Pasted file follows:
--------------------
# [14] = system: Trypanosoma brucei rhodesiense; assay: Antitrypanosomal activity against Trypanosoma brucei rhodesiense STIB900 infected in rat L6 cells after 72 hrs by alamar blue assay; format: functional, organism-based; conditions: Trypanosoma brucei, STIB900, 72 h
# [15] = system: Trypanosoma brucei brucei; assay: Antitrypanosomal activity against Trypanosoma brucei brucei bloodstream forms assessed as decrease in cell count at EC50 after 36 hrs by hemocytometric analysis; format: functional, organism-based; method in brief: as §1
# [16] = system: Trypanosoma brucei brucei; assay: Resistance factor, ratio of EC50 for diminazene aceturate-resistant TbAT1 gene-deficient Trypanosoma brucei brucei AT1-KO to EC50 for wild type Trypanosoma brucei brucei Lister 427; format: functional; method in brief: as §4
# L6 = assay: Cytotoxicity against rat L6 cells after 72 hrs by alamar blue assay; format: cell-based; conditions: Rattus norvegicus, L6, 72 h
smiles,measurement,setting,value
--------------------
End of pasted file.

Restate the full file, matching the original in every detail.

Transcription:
# [14] = system: Trypanosoma brucei rhodesiense; assay: Antitrypanosomal activity against Trypanosoma brucei rhodesiense STIB900 infected in rat L6 cells after 72 hrs by alamar blue assay; format: functional, organism-based; conditions: Trypanosoma brucei, STIB900, 72 h
# [15] = system: Trypanosoma brucei brucei; assay: Antitrypanosomal activity against Trypanosoma brucei brucei bloodstream forms assessed as decrease in cell count at EC50 after 36 hrs by hemocytometric analysis; format: functional, organism-based; method in brief: as §1
# [16] = system: Trypanosoma brucei brucei; assay: Resistance factor, ratio of EC50 for diminazene aceturate-resistant TbAT1 gene-deficient Trypanosoma brucei brucei AT1-KO to EC50 for wild type Trypanosoma brucei brucei Lister 427; format: functional; method in brief: as §4
# L6 = assay: Cytotoxicity against rat L6 cells after 72 hrs by alamar blue assay; format: cell-based; conditions: Rattus norvegicus, L6, 72 h
smiles,measurement,setting,value